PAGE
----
August 13, 2012
Ontario skills camps expose youth to trades
Grade 7 and 8 students throughout the province are getting hands-on experience in the skilled trades thanks to a camp from Skills Canada-Ontario .
“I think it’s so cool,” said 13-year-old camper Jon Goudswaard. “We get to do all the things that you don’t normally get to do in school or out with your friends.”
The Skills Work! Camp, put on through Skills Canada-Ontario, exposes kids entering Grade 7 and 8 to the skilled trades through hands-on activities at camps in 19 communities throughout the province. It incorporates half-day workshops hosted by local skilled trades professionals as well as behind the scenes industry tours.
Campers participate in a variety of activities such as changing tires, laying bricks, learning the basics of electrical wiring, assembling mosaic ceramic tiles, and fabricating wooden items. At a recent camp held at Centennial College in Toronto, campers got to try welding, autobody work, drywalling, and truck heavy duty work as well as tour an aviation hangar.
“I didn’t even know that these jobs existed and what their uses are for and why would you really need these jobs,” said 12-year-old Marina Loizedes, after learning how to drywall.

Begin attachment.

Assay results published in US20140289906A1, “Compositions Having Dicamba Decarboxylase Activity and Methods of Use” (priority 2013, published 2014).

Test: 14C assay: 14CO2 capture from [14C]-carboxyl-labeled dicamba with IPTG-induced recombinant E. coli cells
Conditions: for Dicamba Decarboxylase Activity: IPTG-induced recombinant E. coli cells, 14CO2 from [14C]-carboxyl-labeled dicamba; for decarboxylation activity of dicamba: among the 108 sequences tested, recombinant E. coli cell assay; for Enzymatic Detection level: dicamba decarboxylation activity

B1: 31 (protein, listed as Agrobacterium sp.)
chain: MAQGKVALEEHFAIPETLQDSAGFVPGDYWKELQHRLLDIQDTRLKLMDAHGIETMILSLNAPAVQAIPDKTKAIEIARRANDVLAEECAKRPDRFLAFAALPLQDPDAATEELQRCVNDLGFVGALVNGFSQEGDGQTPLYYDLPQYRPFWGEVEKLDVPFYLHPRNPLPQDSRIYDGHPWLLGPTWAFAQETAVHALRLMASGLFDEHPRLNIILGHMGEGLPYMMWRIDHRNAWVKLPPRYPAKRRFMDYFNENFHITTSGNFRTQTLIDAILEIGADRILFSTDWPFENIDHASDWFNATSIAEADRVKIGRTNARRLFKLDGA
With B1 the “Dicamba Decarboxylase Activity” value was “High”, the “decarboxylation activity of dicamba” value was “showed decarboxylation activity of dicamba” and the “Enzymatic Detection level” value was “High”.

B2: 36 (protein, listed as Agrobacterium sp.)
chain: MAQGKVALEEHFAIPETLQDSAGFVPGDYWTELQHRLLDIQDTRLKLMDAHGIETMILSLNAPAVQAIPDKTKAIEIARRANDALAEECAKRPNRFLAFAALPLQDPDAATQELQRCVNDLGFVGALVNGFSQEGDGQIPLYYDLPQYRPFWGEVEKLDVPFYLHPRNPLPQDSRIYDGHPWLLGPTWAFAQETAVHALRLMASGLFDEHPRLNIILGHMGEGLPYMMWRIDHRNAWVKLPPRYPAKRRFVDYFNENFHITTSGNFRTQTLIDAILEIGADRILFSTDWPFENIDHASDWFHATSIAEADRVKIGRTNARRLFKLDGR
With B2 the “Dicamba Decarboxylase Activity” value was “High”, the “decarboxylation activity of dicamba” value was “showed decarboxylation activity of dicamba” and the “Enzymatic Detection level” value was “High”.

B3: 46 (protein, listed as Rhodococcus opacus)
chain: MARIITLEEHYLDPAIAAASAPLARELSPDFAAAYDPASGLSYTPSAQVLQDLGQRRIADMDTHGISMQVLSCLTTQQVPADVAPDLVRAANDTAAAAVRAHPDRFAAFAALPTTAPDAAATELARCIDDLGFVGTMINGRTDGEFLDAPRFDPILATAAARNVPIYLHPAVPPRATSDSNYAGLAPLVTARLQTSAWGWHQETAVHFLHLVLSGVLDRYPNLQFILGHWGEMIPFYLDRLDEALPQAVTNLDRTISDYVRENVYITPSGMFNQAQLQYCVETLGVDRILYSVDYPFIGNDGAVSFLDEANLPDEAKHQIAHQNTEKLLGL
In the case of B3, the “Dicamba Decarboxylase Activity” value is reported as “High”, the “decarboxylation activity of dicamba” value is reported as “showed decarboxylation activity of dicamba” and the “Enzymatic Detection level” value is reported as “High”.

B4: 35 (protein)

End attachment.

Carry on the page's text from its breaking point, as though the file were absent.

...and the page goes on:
“I wish this camp went on until 11th grade because it only goes two years.”
Camp counsellor Sara Radko said the hands-on activities are a great opportunity for the kids to really get involved.
“It’s a great opportunity for them to get engaged and it’s a lot of hands-on activity, which a lot of the kids enjoy,” she said. “It teaches them that in the future they’ll be able to find a great occupation and it’s rewarding.”
More than 50 per cent of the Canadian skilled labour force is expected to retire by 2018, says Skills Canada-Ontario.
The Construction Sector Council predicts the need for 319,000 new construction workers between 2012 and 2020.
The camp hopes to expose students before they enter high school and to get them thinking about the future.
“It sets you up for high school. It can focus you for what you want to be. It gives you a chance feel like an adult for a little, it makes you feel older, like you have your own job,” said Goudswaard.
Trevor Poolin, 13, wants to work on cars when he’s older.
“I think it’s pretty great how they’re letting kids try these things that a lot of people wouldn’t be able to do. It’s a lot of fun.”
Skills Canada-Ontario has offered the Skills Work! summer day camps since 2001. Run in partnership with community colleges throughout Ontario, the program is sponsored by Hydro One and the provincial government.
Skills Canada-Ontario hosts various opportunities for youth to learn about the skilled trades throughout the year, such as networking dinners, school presentations, young women’s conferences and the Ontario Technological Skilled Trades Competition.
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